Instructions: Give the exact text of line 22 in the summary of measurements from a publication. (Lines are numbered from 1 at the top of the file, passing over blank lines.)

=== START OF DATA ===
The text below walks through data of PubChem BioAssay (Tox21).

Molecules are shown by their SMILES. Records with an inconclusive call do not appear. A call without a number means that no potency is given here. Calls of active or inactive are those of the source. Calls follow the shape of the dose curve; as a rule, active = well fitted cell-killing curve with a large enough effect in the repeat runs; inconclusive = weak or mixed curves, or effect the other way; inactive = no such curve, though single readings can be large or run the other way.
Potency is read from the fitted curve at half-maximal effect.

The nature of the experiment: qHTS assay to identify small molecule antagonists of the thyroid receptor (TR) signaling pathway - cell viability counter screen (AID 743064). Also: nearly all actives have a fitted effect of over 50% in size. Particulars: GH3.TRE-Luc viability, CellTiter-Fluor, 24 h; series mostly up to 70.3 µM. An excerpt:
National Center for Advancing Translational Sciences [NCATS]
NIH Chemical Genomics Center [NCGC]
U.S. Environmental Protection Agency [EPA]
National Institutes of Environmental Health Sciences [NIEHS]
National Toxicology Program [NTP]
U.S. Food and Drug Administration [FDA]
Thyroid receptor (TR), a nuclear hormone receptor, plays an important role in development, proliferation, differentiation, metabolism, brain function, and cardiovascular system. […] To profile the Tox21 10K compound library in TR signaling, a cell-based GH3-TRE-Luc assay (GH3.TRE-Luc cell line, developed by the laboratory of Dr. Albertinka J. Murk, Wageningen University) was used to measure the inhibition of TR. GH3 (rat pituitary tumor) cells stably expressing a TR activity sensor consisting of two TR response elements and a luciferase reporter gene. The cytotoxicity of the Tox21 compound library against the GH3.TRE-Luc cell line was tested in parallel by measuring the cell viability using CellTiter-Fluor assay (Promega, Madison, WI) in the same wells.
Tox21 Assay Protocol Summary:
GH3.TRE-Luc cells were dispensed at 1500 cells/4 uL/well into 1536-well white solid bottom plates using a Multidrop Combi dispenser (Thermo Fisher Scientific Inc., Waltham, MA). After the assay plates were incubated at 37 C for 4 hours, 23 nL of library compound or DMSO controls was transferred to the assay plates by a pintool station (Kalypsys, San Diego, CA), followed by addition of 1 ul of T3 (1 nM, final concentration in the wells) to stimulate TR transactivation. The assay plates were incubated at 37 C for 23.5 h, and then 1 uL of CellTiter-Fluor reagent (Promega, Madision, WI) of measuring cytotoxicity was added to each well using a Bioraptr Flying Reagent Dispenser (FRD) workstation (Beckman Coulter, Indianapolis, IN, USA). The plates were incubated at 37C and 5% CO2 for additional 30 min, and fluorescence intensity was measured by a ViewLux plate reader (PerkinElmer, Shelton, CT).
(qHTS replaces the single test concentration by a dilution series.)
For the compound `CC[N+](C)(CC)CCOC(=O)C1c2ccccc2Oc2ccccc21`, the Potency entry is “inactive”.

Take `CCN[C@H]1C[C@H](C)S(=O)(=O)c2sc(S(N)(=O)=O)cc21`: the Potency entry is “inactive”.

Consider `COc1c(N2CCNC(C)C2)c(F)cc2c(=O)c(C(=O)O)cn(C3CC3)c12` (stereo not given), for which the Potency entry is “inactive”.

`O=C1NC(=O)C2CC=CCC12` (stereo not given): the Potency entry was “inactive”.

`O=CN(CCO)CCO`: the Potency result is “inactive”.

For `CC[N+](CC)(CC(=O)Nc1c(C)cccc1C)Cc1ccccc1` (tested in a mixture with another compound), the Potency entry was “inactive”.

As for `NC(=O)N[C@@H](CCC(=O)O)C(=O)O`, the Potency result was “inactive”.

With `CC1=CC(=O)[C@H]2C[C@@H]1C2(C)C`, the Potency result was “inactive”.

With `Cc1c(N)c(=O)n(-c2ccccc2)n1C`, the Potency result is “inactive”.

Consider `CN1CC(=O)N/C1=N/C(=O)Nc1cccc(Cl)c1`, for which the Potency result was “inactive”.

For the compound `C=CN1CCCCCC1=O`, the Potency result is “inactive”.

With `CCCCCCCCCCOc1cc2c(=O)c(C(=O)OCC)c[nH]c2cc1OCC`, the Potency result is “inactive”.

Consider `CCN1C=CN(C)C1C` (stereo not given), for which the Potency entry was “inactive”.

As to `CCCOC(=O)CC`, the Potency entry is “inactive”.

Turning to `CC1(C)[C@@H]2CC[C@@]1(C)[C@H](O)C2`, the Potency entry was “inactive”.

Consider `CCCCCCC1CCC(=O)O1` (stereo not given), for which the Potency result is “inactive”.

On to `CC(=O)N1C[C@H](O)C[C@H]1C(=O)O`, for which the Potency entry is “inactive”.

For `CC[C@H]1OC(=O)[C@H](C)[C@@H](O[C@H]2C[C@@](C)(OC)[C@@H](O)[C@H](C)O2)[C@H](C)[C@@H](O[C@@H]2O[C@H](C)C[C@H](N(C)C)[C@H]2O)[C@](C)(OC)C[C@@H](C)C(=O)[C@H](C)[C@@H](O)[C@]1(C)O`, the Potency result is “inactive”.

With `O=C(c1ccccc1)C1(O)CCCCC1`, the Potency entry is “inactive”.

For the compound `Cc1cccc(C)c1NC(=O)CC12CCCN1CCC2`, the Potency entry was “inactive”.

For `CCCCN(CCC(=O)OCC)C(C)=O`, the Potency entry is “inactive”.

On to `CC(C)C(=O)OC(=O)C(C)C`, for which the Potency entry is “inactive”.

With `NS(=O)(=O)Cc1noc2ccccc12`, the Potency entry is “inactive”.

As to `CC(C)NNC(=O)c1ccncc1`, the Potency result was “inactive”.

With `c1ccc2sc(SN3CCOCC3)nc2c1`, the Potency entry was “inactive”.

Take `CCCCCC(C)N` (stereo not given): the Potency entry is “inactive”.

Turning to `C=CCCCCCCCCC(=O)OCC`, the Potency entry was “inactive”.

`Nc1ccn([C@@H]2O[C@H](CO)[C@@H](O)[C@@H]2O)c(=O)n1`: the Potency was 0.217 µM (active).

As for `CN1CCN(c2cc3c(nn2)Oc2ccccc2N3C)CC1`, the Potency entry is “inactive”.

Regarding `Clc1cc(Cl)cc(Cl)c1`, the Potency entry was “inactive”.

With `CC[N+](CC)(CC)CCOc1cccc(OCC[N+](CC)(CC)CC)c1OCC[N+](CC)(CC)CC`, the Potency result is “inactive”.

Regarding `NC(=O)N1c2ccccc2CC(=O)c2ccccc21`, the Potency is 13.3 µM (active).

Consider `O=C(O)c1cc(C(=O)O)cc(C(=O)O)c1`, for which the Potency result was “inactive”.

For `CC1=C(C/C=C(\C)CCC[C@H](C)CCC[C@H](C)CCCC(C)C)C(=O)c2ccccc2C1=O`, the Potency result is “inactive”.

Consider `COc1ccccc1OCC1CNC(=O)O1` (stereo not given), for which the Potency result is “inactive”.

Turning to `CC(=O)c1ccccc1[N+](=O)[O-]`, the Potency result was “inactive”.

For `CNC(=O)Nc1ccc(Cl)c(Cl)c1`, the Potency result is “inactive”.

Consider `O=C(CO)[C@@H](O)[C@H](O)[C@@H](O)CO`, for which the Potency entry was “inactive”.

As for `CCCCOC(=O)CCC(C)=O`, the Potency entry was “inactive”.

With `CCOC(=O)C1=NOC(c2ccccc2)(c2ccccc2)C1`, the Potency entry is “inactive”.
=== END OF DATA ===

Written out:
With `CC1=CC(=O)[C@H]2C[C@@H]1C2(C)C`, the Potency result was “inactive”.